The place is abuzz today. Just a step or two down a slope from a sea-facing building on Mumbai’s Walkeshwar, quite grandly called the White House, you can find the headquarters of the Central Board of Film Certification.
It’s quite a gloomy, government-style house of cards – complete with aluminium shutters. Enter Prasoon Joshi, the 47-year-old ad pundit, poet, film lyricist and writer. Exit the 60-ish Pahlaj Nihalani (age unconfirmed) who has been shown the door within two years and some five months of a tenure, which is usually assigned for at least five years by the ruling party at the centre.
Get the math. Here’s BJP’s Ministry of Information and Broadcasting’s first clear-as-day confession that they made a terrible mistake in selecting the chief to occupy the hot seat. Students of the Film and Television Institute of India, Pune, had striked against the appointment of Gajendra Chauhan as the chairman, but dropping him would have meant a loss of face.
Be that as it may, the lately-appointed I&B minister, Smriti Irani, does merit a round of spontaneous applause for giving the heave-ho to Nihalani, whose relentless draconian decisions were first seen as quixotic and then as psychotic.
Clearly, Nihalani was trying to score brownie points with Prime Minister Narendra Modi.
Emboldened by unchecked enthusiasm, he released a short film glorifying the PM. The embarrassing short featured three actors, singing and dancing away as latter day versions of Amar, Akbar, Anthony. Vis-a-vis the uncalled for intervention in many films and documentaries, Nihalani came to be known as the once congenial-film-producer-turned-overnight-butcher.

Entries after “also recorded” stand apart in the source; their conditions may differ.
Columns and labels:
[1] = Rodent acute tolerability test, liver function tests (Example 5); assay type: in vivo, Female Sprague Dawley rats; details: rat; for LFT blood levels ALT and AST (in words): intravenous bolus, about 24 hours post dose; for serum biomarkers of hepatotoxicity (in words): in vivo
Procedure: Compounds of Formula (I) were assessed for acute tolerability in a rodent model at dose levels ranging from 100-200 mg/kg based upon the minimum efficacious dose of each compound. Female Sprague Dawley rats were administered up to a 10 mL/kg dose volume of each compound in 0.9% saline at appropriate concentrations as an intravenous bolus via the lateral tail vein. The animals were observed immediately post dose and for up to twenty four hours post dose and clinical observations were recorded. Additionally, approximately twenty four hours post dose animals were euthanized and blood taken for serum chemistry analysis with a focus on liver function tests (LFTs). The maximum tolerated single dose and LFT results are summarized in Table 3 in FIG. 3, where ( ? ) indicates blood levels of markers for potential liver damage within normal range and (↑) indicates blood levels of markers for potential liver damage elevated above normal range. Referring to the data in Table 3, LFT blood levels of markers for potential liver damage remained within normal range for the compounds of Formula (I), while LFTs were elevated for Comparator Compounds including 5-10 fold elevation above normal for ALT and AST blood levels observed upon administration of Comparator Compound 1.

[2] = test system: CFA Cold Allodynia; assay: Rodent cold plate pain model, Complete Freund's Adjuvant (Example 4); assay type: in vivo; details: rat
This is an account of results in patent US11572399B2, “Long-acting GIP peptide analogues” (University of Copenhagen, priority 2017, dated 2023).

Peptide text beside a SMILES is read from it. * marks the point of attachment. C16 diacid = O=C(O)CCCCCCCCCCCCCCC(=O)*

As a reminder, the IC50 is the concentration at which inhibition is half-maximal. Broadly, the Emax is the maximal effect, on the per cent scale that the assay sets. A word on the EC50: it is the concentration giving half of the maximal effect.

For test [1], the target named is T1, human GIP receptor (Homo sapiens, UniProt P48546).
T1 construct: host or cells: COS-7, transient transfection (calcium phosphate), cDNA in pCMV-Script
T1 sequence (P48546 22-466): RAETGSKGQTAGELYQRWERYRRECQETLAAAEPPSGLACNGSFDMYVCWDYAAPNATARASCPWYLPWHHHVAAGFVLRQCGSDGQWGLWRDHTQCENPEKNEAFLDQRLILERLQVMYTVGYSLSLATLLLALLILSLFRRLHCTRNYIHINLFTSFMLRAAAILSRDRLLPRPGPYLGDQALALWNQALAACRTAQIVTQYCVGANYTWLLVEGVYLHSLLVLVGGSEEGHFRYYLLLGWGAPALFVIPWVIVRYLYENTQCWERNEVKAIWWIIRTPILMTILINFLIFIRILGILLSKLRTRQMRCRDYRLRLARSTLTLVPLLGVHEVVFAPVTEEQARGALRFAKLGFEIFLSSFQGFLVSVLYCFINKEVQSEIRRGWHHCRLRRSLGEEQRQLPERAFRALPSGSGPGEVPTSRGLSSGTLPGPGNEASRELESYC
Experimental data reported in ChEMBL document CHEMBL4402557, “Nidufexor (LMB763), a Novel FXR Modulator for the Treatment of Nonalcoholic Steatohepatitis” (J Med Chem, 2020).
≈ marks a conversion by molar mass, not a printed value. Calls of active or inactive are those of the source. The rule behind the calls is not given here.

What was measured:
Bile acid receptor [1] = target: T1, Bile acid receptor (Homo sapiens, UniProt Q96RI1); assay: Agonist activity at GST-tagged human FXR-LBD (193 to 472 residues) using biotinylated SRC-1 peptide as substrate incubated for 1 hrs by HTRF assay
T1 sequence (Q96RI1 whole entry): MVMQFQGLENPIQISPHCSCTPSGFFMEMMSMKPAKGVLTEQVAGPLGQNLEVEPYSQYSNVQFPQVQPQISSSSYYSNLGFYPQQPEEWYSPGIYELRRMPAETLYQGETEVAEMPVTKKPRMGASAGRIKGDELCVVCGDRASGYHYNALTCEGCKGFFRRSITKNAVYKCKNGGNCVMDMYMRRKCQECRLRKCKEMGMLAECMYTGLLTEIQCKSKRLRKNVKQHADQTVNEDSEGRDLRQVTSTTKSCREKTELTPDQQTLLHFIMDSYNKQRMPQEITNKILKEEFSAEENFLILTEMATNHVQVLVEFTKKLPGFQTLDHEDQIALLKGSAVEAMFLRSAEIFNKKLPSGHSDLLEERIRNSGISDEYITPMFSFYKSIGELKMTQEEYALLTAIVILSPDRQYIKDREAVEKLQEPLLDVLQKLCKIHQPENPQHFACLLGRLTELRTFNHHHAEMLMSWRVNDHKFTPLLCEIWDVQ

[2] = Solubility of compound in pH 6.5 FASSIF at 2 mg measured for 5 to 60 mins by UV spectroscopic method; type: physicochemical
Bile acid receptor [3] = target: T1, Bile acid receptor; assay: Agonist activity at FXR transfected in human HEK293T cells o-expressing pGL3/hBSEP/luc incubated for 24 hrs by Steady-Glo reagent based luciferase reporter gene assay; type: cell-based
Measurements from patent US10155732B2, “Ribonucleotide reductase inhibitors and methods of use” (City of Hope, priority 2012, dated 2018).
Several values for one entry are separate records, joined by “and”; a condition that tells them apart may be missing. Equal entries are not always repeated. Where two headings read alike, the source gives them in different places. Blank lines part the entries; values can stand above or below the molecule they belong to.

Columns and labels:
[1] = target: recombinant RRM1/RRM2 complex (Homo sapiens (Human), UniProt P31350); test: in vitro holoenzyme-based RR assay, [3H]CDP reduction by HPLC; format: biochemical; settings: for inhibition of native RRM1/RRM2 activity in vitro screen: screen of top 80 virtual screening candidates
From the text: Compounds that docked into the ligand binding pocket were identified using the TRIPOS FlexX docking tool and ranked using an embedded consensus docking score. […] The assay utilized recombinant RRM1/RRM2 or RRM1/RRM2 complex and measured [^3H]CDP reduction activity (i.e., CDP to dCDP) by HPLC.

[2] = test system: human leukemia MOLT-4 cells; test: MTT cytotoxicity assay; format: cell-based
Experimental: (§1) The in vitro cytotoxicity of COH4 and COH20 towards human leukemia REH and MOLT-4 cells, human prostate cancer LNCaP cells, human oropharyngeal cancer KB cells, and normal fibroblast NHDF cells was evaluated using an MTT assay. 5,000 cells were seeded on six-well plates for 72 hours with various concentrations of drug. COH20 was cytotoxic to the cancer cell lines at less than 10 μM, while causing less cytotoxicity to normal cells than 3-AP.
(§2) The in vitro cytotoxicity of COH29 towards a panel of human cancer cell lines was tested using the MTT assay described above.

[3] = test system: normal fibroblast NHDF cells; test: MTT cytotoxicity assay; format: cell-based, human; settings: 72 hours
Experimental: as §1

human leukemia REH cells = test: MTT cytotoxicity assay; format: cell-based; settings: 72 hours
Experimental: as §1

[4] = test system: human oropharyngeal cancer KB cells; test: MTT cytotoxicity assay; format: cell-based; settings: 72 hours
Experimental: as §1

This much you know already. And you may be pubbed into the rumours which would circulate periodically: Actor-director Amol Palekar and filmmakers Prakash Jha, Madhur Bhandarkar and Chandraprakash Dwivedi were on the ministry’s wish-list to replace Nihalani. The rumours had thickened so fast and furiously at one point. When they didn’t come true, kilos of laddoos and barfi were distributed to celebrate the status quo by the staffers at the Walkeshwar office.
Bollywood heavyweight names, ever-ready for a dial-a-quote, have welcomed the take-over by Joshi, albeit with caution.
Prasoon Joshi haazir ho! Great. But what can he do with the outmoded charter of film censorship guidelines?
What can he do with the entrenched policies? Or with the key advisory panel of individuals drawn from various fields, who sit on judgement about what and why to delete, reduce, or even ban films? Will filmmakers still continue to fear that their products will be submitted like lambs are for slaughter?
In the event, the task before Prasoon Joshi, the estimable achiever in the realms of advertising and show business, is a thankless and complicated one. The more-than-obvious reasons are: